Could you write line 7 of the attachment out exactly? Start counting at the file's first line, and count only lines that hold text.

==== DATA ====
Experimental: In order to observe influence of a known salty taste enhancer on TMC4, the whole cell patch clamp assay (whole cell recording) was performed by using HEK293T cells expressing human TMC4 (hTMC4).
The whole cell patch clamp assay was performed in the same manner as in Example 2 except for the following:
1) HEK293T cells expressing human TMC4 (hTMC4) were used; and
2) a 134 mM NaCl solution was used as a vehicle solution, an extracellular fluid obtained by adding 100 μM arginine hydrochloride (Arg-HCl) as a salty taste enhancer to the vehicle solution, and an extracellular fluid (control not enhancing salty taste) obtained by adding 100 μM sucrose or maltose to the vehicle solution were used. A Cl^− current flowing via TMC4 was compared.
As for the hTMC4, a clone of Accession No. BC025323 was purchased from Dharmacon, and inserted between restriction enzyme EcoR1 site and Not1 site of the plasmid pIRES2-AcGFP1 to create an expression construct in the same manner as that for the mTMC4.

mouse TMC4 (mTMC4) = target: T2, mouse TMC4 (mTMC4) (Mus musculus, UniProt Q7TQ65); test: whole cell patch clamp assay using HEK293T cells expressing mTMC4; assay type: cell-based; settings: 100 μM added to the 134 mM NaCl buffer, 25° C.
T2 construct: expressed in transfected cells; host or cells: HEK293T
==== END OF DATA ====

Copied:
T2 construct: expressed in transfected cells; host or cells: HEK293T